Breast reconstruction is a surgery performed to restore the shape of breasts after the tissue is removed during mastectomy (conducted to treat or prevent breast cancer).
Breast reconstruction is performed by three methods:
This is a common 2-stage procedure. The first stage is the positioning of a tissue expander in a pocket formed in the breast after mastectomy. The expander is a saline (salt water) or silicon-filled balloon that is gradually inflated over a couple of weeks or months to allow breast muscles and skin to stretch to the desired breast size. This is then replaced by the permanent implant, which can also be filled with either silicone or saline. This preliminary procedure is done to ensure cosmetically desirable outcomes and avoid the risk of it bursting out through the surgical incision or skin itself.
This method is suggested for women with small to medium-sized breasts with mild ptosis (sag), undergoing bilateral mastectomy, and having healthy mastectomy flaps. The outcomes may not be so favorable for women who are obese, have large breasts, smokers or those who have had breast radiotherapy.
More recently, expander/implant reconstruction is augmented with a surgical mesh called acellular dermal matrix, which cradles the implant and gives the breasts a natural shape, contour and droop. The matrix is a very thin white leather made from human or pig skin that is extensively processed and preserved to ensure the safe insertion among human tissues.
The mesh can be used with or without the expander in a one-stage implant reconstruction, most often in conjunction with nipple-sparing mastectomy. This method may be more useful following preventive mastectomy in younger women.
Women who are not comfortable with the use of implants have the option of using their own tissue to reconstruct their breasts. Autologous reconstruction uses tissues taken from the patient’s stomach, back, buttocks or thigh (wherever there is excess tissue) to shape the new breast. This method of reconstruction allows the creation of breast sag. There are two types of reconstructions: pedicled and free flaps. Pedicled flaps are supported by their local blood supply, but free flaps would be completely separated from their existing blood vessels and reattached through microvascular reconstruction at new positions. This is a more complex process.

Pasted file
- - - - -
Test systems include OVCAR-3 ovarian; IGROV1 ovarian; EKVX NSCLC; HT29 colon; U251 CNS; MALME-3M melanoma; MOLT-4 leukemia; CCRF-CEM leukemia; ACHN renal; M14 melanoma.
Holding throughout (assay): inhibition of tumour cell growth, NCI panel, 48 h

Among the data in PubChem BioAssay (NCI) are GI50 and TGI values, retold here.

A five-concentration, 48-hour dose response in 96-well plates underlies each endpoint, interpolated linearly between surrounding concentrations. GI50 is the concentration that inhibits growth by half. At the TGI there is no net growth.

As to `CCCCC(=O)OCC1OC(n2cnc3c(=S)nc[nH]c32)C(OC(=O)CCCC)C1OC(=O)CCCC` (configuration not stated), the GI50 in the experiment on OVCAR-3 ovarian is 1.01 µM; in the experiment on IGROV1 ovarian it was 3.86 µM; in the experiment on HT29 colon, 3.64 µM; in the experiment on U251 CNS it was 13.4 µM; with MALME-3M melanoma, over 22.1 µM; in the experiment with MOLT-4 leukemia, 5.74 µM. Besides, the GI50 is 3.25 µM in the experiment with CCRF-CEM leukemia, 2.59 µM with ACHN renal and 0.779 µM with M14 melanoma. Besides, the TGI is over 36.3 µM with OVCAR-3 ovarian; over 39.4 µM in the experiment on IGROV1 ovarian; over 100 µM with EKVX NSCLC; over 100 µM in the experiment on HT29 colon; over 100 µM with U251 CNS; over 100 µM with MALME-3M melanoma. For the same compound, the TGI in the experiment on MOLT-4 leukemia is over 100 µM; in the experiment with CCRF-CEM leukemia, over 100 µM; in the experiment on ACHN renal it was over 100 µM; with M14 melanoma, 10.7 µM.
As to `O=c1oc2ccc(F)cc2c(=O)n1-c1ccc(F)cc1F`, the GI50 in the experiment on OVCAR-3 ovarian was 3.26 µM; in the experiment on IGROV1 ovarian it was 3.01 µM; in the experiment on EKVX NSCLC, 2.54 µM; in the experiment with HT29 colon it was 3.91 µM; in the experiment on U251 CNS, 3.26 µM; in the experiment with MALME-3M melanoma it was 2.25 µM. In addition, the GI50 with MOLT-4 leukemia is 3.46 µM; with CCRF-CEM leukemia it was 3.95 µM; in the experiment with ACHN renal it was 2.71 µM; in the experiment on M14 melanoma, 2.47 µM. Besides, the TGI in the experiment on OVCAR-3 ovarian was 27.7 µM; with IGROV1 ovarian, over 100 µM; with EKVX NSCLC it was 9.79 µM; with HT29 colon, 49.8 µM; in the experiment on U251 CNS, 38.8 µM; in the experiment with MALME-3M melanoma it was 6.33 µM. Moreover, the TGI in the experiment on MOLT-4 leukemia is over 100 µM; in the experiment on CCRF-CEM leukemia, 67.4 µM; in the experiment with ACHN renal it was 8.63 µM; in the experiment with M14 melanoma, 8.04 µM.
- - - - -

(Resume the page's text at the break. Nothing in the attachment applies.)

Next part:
Sometimes the reconstruction would combine an implant with a back muscle and skin, for example, to create the breast.
The nipple and areola can be reconstructed at a later stage. A small elevation is made keeping the other nipple as reference. The normal pigmentation of an areola can be tattooed using a dye, which is carried out as an office procedure.
A small difference may exist in the size and shape of the two breasts following reconstruction, but may not be noticeable under a bra. However, for the more noticeable ones, women may surgically reduce, enlarge or lift the remaining breast to maintain symmetry.
One of the above procedures can be chosen based on the following criteria:
Popularity of implants was found to be about 60% for immediate reconstructions (2008 US findings), and 40% for autologous reconstruction. Two factors that may be fueling the popularity of implant reconstructions include a shift towards bilateral mastectomies and the increasing number of younger patients (49 years and younger) undergoing reconstruction, who generally do not have adequate tissue for autologous reconstruction. Among the implants, ADMs are being used widely by more than 50% of the American Society of Plastic Surgeons.
Whatever method you choose, you should confirm that your surgeon is knowledgeable and experienced in all reconstructive techniques, and not biased by any one. As your reconstructive surgeon will be a vital point of contact for onward referrals to other specialists like the plastic surgeon, this initial decision will make all the difference in your treatment and recovery process.